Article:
Charcoal can help you get a brighter smile when used sparingly—just don’t use it every day.

By Kelsey Ogletree
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I’m a big teeth person. When I meet someone new, the first thing I take notice of is his or her smile. So naturally, I’m obsessed with keeping my own clean and white. Fed up with how expensive whitening strips were and flabbergasted at the four-digit figure my dentist quoted me for professional teeth whitening, I recently started looking for an alternative way to make my smile a little brighter. An Amazon search for teeth whitening products turned up an interesting little pot of charcoal powder that had nearly 1,500 five-star reviews. I'd heard about charcoal toothpaste before, but had never tried it or anything like it. Since the charcoal powder was only $15, I decided I’d give it a try.

When my purchase arrived the next day, I opened the container, cautiously. The powder inside looked like fine black dirt—the stuff you might have eaten as a child but know better than to try as an adult. My husband was skeptical to say the least. Actually, he wouldn’t touch it. Not wanting to stain my Sonicare, I grabbed a new manual toothbrush, wet the bristles, dipped them in the powder and brushed my teeth as I normally would. Surprisingly, neither the taste nor the texture was as off-putting as I'd expected it to be, though it did feel a little like brushing with chalk, and left me looking like I’d devoured an entire row of Oreos (without the sugar rush). This particular powder was mint flavored, and while it didn’t lather like regular toothpaste, it did leave my teeth feeling squeaky clean after a good rinse. The best part: They looked a tiny bit brighter after just one use.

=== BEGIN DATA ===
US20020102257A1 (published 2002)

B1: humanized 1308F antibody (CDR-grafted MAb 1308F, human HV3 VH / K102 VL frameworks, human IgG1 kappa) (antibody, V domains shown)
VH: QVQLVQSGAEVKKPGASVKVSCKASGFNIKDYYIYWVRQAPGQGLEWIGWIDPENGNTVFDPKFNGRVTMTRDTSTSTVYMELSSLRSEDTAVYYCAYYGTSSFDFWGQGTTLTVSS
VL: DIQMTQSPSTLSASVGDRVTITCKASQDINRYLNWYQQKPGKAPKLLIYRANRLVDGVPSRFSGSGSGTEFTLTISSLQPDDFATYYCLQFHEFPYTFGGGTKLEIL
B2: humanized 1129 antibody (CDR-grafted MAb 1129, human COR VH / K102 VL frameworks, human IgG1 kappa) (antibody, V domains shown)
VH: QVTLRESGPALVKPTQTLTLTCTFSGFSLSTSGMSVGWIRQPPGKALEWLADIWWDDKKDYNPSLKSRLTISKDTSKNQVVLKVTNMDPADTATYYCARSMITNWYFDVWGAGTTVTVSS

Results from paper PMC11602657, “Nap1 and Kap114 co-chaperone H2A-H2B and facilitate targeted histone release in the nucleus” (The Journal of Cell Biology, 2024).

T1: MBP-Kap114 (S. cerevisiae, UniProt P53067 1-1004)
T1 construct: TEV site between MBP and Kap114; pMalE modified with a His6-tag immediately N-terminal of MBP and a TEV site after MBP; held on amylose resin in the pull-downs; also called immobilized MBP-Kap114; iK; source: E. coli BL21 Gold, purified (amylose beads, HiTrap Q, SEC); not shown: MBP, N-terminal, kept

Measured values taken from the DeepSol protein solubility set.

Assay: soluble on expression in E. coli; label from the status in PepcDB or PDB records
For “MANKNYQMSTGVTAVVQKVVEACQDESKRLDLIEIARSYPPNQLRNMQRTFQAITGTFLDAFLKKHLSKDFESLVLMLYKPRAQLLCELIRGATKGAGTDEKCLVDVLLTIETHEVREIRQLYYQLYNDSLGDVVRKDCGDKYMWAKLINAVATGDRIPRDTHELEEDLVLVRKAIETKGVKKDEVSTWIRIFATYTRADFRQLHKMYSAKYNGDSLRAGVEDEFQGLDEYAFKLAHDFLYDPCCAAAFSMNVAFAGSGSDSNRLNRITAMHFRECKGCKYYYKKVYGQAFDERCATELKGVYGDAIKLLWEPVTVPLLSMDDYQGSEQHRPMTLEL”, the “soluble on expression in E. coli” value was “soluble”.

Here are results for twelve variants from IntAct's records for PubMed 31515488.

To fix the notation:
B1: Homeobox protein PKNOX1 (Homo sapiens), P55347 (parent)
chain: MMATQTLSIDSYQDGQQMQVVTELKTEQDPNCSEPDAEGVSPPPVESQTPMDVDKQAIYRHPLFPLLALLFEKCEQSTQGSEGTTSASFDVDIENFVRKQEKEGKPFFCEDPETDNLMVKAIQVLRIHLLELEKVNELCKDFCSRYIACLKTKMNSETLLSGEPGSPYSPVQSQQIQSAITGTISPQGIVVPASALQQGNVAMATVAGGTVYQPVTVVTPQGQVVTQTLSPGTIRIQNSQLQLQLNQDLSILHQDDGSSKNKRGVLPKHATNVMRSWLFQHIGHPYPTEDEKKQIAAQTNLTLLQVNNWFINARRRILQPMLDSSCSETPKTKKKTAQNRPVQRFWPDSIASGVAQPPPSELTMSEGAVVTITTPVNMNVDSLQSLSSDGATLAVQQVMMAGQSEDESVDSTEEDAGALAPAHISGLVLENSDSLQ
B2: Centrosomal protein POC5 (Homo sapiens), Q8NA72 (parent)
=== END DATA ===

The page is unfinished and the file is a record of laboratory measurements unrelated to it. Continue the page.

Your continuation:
It's been about six months since I started my charcoal powder regimen, and my teeth have never been whiter. I use regular whitening toothpaste to brush my teeth in every morning and evening, and keep up my daily flossing routine, but once a week or so I also brush with charcoal after lunch. The pot I bought isn’t even half gone yet, so it’s been well worth the $15 investment—a little goes a long way.

How does it work? Activated charcoal has natural adhesive qualities that allow it to bind with surface-staining items like coffee, wine and plaque, removing them from the surface of the teeth. Though I’ve found brushing with charcoal powder to be effective for whitening my smile, dentists are divided on whether it’s safe for tooth enamel. A September 2017 study by the Journal of the American Dental Association found insufficient data to prove its efficacy and safety, recommending patients be cautious in their use of activated charcoal on teeth. And Dr. Andrei Moldoveanu, a dentist at Louisville-based Modern Family Dentistry, says while charcoal products lack the harsh peroxide and chemicals of conventional whitening products, their abrasive texture may cause damage to the enamel surface with frequent use.

While the jury’s still out on long-term effects, for the time being I’m comfortable using charcoal sparingly to get that movie-star smile. Here are a few charcoal whitening products to consider if you want to try it yourself.

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